1. Failure in electric fence systems, that have been working is almost always found in the failure of the charger or the failure in electrical connections including the ground rods. Keep in mind that severe loss of ground moisture can radically affect the flow of fence power. A sequence that can be used to trouble shoot fence failure is as follows.
2. Disconnect the fencer from the fence and test the power across the positive and negative posts. A five light or, better yet, digital tester should be used for this test. A full positive charge does not always indicate that the charger is working properly. It may be failing to develop enough power to overcome normal fence load but shows adequate power on the tester. Testing the charger first will eliminate the possibility of complete charger failure. Do not use an ohmmeter to test fence charger power as the extreme output of the charger will damage an ohmmeter.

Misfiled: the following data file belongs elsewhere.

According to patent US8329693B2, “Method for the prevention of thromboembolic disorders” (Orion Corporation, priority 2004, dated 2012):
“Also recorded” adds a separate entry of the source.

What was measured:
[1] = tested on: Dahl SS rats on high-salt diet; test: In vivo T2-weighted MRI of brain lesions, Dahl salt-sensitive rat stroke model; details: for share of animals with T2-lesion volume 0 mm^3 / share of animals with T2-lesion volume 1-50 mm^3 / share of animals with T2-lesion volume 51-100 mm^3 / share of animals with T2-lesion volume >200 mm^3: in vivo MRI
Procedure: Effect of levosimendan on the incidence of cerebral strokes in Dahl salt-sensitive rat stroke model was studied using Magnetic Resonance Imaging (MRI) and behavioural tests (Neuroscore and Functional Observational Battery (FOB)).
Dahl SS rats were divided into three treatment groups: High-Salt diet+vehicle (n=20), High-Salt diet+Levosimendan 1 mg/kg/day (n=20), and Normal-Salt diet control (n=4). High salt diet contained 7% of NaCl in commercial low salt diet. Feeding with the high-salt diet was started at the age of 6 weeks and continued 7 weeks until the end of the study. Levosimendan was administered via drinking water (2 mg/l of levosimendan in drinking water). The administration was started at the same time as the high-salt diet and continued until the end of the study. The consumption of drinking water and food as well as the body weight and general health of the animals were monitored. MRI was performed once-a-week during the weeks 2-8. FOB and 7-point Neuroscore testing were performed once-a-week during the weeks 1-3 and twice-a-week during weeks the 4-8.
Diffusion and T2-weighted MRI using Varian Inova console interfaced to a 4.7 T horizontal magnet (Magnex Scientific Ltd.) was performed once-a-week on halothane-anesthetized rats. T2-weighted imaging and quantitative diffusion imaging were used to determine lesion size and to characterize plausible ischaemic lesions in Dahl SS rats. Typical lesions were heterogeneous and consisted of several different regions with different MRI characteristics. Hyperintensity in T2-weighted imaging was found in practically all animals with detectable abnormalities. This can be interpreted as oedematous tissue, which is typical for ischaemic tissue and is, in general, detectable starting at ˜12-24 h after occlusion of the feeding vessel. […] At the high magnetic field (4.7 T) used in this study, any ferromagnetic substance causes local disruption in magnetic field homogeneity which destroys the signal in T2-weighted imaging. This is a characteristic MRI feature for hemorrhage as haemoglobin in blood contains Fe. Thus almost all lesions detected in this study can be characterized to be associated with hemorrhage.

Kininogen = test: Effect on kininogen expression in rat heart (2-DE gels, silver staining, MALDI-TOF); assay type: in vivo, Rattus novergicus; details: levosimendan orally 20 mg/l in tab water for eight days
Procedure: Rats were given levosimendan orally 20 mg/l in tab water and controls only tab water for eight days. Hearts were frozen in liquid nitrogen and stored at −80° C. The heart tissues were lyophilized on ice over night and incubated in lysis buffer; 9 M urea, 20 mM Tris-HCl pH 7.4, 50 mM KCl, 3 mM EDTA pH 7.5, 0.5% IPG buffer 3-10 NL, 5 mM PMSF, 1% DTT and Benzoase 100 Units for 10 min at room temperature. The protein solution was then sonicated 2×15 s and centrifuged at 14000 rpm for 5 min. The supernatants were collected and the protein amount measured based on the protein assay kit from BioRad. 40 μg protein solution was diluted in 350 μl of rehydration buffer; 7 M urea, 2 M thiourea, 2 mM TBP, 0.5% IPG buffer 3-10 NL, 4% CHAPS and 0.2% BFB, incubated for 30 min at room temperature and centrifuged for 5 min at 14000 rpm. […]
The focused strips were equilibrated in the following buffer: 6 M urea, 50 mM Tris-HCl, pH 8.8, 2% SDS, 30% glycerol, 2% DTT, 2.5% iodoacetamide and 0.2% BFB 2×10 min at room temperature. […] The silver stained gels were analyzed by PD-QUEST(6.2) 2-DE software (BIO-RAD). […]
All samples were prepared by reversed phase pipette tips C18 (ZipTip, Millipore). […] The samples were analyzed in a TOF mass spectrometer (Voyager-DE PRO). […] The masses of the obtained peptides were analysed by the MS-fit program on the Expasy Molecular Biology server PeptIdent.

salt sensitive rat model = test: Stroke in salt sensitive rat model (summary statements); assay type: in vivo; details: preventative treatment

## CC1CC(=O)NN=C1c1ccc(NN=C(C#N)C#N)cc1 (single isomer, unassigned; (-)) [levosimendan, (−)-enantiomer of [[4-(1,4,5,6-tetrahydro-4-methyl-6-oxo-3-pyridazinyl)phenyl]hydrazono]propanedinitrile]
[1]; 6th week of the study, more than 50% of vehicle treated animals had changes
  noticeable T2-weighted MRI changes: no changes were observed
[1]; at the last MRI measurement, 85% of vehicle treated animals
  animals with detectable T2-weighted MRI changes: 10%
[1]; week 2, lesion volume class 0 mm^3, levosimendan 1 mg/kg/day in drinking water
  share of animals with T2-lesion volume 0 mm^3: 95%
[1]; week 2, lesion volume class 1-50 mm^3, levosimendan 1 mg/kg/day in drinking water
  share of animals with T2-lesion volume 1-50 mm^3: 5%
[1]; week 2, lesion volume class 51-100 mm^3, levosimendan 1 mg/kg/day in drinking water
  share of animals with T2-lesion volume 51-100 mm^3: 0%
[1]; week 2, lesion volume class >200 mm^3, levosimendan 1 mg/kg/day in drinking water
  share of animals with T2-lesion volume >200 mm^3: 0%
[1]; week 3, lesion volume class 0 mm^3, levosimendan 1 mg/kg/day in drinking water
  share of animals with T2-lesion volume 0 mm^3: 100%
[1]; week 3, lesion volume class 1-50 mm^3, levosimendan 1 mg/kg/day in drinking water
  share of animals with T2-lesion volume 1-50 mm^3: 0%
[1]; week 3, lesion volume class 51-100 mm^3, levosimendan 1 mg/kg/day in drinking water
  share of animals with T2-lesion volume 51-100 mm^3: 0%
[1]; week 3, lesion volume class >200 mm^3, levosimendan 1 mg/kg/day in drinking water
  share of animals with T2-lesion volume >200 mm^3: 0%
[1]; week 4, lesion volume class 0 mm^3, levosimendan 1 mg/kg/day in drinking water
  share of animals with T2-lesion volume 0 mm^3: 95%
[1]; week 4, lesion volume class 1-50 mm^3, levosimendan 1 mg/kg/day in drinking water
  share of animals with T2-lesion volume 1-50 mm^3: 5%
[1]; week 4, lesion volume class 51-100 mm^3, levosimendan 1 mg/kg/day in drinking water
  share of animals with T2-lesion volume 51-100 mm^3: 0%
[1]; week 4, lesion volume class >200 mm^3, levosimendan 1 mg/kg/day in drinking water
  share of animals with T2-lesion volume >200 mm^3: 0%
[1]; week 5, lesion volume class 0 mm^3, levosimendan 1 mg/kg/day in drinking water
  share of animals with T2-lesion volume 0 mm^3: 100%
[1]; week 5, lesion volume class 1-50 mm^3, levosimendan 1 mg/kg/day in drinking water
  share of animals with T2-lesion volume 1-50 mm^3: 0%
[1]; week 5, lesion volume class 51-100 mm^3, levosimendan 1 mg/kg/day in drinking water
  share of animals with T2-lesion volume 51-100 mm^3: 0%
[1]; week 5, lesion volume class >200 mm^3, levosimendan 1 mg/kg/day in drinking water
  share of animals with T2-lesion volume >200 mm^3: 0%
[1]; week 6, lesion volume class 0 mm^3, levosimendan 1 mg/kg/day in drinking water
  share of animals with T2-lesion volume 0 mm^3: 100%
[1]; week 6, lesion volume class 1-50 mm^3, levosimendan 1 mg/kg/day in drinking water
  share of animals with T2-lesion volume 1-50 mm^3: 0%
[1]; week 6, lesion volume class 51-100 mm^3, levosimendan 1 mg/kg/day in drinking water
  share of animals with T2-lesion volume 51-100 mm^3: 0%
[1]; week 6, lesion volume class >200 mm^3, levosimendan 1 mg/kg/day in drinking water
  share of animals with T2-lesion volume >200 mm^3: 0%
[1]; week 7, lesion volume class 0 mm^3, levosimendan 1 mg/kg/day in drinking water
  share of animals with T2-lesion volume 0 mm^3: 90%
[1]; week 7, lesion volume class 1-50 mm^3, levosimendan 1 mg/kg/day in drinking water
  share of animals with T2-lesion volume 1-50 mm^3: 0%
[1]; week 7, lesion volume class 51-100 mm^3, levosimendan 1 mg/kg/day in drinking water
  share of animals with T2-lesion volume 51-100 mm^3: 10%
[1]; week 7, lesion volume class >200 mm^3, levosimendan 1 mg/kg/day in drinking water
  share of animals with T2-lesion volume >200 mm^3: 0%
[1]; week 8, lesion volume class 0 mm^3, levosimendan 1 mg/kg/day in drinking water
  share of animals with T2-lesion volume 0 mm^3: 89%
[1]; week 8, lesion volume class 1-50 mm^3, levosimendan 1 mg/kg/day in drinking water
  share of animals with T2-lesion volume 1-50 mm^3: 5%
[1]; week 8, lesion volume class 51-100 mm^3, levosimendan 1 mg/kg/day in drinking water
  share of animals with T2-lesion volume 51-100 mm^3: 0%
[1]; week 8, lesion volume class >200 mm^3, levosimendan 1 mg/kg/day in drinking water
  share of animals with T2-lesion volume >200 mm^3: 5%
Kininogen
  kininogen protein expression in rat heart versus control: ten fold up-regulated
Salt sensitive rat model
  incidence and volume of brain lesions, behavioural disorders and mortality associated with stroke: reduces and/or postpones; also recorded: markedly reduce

3. Walk the fence line looking for broken wire on the ground, or cracked insulators allowing wire to touch posts or broken connecting wire. Also look for larger weeds or broken tree branches touching the fence.
4. Check the ground rod connections, taking them apart, cleaning and reconnecting.
5. If all seems in good order start testing the fence power close to the charger and in increments of 40 to 50 feet out to the farthest point from the charger. If the power is good close to the charger and declines to a point of dysfunction, the farther away you get, you may need more ground rods or the fencer is failing to produce adequate Joules to maintain fence power. Try another charger. Keep in mind that a strong fence in the spring may be week in the summer due to declining ground moisture. If this is the case you may not have a strong enough fence charger to work year round. You may also need to upgrade to a hot ground system or install a ground wire to the farthest end of the fence with additional ground rods at that point.